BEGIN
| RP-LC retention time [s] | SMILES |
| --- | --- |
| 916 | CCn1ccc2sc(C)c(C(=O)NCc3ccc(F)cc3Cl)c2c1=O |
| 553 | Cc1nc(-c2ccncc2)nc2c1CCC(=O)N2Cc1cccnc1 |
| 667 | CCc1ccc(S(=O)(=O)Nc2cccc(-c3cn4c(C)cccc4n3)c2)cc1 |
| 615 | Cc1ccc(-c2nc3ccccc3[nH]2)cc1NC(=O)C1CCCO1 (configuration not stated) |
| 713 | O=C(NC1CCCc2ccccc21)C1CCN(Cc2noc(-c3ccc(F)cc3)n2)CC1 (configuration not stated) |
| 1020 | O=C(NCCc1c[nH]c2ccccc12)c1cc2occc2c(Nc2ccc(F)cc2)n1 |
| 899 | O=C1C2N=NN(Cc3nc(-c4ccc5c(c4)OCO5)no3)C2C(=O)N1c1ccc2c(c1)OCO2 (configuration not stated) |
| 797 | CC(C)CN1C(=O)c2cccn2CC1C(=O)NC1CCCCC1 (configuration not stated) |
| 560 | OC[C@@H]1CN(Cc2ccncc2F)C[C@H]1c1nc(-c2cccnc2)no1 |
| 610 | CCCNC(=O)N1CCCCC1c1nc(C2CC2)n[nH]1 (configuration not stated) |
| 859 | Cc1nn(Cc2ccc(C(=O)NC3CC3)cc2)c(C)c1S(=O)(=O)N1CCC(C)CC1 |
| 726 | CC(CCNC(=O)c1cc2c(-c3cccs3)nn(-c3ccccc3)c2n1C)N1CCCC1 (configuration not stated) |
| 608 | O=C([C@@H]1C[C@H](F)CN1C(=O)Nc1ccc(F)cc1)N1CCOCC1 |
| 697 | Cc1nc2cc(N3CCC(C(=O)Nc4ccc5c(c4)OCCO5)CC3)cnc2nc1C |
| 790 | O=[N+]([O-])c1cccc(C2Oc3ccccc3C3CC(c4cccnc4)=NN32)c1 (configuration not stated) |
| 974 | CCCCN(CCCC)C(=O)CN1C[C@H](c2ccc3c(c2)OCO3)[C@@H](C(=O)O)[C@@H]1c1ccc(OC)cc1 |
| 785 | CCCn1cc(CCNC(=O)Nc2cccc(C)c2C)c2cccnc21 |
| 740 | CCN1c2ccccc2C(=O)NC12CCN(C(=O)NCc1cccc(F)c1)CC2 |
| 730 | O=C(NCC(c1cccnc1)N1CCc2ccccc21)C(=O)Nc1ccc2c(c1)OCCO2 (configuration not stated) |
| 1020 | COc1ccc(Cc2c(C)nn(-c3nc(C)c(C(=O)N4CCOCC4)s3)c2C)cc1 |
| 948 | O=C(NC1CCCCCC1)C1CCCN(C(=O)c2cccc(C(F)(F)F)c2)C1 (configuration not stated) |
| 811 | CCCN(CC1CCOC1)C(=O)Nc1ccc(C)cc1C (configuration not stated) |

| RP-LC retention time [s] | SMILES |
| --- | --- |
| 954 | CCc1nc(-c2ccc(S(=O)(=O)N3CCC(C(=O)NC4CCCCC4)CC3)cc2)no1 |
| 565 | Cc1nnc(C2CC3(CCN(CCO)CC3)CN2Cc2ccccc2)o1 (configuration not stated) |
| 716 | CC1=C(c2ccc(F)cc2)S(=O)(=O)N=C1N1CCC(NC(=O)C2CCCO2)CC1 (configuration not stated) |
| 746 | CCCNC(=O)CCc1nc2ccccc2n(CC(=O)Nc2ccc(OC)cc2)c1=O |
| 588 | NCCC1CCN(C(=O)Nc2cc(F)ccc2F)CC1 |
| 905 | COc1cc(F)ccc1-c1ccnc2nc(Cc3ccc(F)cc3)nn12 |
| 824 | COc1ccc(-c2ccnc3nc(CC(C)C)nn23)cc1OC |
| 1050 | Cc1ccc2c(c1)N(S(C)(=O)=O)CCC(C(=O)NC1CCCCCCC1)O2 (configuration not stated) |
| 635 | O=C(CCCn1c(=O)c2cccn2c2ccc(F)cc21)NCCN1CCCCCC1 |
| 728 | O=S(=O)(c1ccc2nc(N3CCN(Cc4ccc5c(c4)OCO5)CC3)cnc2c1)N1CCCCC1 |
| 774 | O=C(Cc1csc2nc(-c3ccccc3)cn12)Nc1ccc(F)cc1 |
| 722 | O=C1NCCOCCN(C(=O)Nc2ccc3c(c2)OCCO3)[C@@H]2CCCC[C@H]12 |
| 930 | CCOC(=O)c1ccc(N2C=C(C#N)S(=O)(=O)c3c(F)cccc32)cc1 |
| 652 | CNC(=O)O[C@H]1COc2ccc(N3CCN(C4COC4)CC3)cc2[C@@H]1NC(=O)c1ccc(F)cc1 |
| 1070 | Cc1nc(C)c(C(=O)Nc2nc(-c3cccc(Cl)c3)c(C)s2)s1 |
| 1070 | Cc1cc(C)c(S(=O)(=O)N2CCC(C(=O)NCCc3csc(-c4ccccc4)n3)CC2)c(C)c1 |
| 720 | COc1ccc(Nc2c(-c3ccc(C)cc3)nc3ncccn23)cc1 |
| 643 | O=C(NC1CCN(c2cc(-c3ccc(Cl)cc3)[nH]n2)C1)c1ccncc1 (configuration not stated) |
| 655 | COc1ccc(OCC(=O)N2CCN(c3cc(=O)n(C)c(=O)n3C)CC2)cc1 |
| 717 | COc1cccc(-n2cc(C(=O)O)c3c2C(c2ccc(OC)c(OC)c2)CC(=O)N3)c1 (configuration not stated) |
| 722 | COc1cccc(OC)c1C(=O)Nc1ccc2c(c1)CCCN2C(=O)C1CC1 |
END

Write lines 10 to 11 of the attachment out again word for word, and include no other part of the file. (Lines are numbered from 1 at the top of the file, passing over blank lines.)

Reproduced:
| 797 | CC(C)CN1C(=O)c2cccn2CC1C(=O)NC1CCCCC1 (configuration not stated) |
| 560 | OC[C@@H]1CN(Cc2ccncc2F)C[C@H]1c1nc(-c2cccnc2)no1 |